Thursday, September 13, 2012

The Eagle

Directed by Kevin Macdonald

2011. Rated PG-13, 114 minutes.

Jamie Bell
Tahar Rahim
Denis O’Hare
Dakin Matthews
Ned Dennehy
Julian Lewis Jones

Some years earlier, his father led a group of Roman soldiers into the wilds of 2nd century Great Britain. They were never heard from again. Also lost was the gold eagle each unit takes with them into battle. Now, Marcus Flavius Aquila (Tatum) is himself a garrison commander in the Roman army. He volunteers for a tour of duty in Great Britain in hopes of recovering the eagle and/or his father. As luck would have it, he is severely injured in battle and involuntarily discharged before he even embarks on that mission. After recuperating, he and a British slave who’s life he saved venture out on their own to complete the job he came to do.

The Eagle wants to position our two buddies as having an uneasy relationship. It wants us to think that the lowly slave Esca (Bell) may not be trustworthy. However, the way things play out, we never get that feeling. That’s a major issue for a movie banking on that aspect. It saps the entire production of any tension it might have had if this angle had been better executed. We never feel that our hero is in any serious danger. Even when things seem most bleak we know that his sidekick is merely biding his time.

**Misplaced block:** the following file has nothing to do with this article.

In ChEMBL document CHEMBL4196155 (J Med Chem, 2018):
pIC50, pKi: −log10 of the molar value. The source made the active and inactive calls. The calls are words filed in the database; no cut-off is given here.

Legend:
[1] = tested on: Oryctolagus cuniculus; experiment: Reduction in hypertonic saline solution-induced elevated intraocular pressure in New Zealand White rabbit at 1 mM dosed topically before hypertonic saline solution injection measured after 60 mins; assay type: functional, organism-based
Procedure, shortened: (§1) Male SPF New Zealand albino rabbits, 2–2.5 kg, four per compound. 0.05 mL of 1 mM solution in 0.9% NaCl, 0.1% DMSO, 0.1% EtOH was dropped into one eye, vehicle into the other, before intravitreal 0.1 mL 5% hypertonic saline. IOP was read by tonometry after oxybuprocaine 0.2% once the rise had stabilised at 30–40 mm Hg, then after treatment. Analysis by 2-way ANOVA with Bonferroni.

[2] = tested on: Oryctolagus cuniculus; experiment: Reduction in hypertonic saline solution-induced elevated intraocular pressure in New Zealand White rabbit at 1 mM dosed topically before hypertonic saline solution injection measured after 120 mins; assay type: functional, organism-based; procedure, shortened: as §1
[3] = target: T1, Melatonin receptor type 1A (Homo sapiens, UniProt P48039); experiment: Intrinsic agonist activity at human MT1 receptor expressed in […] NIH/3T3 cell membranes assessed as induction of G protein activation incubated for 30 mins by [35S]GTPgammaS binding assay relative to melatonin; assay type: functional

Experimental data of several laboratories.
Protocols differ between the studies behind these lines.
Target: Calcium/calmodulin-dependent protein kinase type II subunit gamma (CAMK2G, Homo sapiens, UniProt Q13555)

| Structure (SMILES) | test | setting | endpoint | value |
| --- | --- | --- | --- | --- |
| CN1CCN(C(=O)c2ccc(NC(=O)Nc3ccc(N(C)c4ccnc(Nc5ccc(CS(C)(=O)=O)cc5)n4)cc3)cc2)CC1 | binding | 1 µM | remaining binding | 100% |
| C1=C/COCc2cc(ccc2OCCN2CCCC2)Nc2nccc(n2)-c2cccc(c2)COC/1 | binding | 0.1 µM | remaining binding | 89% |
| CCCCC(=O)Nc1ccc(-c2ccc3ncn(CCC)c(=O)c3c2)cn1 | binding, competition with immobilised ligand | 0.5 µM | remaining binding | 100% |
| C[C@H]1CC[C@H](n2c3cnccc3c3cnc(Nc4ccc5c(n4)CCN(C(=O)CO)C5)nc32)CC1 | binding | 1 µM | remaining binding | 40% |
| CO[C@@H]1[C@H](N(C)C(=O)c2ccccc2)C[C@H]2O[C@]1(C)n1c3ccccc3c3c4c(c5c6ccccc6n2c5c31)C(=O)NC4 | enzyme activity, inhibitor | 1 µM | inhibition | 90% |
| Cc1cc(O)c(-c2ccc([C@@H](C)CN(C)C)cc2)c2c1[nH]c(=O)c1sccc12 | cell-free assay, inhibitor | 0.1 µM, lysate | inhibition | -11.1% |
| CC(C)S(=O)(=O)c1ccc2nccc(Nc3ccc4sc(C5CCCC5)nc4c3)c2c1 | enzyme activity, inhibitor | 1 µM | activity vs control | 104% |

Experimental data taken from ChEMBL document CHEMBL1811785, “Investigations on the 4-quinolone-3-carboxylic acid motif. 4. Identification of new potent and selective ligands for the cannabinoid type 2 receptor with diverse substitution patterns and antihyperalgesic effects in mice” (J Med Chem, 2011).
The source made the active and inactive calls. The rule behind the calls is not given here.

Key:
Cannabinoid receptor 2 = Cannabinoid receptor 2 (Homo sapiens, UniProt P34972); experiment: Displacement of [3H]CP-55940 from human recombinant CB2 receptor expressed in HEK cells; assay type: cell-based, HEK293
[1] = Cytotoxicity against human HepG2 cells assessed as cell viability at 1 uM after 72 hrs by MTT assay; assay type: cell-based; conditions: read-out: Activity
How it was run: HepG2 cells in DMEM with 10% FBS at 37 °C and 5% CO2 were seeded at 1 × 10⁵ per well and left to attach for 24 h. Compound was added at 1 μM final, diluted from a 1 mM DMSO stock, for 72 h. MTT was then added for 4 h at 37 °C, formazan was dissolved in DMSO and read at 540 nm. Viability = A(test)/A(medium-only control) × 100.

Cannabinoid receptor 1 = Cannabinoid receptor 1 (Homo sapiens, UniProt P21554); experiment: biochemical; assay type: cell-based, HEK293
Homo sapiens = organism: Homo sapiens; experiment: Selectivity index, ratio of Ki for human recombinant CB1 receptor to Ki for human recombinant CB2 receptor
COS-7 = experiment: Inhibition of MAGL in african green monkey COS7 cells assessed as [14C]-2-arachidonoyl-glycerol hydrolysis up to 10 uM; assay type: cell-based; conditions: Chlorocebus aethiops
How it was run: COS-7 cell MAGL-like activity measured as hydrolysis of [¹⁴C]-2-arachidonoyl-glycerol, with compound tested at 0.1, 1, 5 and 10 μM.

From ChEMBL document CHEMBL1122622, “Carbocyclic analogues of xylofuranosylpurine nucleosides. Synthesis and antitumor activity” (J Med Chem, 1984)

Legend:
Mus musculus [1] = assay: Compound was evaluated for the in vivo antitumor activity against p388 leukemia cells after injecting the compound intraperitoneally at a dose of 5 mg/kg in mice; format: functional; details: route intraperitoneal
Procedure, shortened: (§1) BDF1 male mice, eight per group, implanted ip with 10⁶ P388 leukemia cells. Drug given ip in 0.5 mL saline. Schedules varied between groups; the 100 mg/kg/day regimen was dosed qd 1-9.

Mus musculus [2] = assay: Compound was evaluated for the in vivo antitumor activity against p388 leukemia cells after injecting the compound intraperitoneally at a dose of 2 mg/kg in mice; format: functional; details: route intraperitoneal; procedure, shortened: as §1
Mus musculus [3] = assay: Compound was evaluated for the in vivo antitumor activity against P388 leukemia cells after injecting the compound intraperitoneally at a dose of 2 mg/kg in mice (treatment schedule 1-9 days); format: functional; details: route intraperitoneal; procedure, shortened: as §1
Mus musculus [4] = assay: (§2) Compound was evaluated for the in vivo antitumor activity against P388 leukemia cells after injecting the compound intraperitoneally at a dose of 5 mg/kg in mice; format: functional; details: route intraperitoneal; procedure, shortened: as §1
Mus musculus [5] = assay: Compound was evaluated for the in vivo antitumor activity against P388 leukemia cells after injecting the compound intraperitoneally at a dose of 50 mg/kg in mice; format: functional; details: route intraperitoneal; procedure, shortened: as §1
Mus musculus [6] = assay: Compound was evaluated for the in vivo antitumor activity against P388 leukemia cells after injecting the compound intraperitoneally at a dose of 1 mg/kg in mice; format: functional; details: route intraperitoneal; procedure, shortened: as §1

Our hero is also problematic. Part of this is due to star Channing Tatum and part to the way his part is written. It seems the writers couldn’t make up their mind how great a soldier he is, or isn’t. The same goes for his fluctuating intelligence. He’s smart or dumb depending on what the plot requires at any given moment. It’s much the same for his soldiering skills. For instance, there’s a moment early on where the very faint sound of his enemies wakes him from a dead sleep. Presumably, his quarters are a ways from the fort wall from beyond which the noise is coming. In fact, no one standing guard on the wall itself hears anything. Initially, I’ve no problem with this. It helps establish him as a superior combatant. However, later on he can’t hear or see more enemies only a few feet away when he is on his own with Esca in the middle of the woods and should be at his most alert. It’s a frustrating about face in character. As for Tatum, I just couldn’t buy him as an Ancient Roman commander with a burning passion for recovering a symbolic bird in an effort to clear his family name. I harbor no hatred for Tatum. If you’re movie is set during contemporary times with a suburban/pseudo urban setting and your lead has to be a white guy with a solid street vibe about him, he’s your guy. As a leader of men during the sword and sandal days, not so much.

There are solid and bloody fight scenes so The Eagle isn’t a total loss. However, the dreadfully serious tone combined with a lack of tension means the movie fails to engage us. We’re not particularly enthralled with this man’s quest. Therefore, the movie trudges past on its way to the inevitable ending with precious little in the way of humor or fun.

MY SCORE: 5/10

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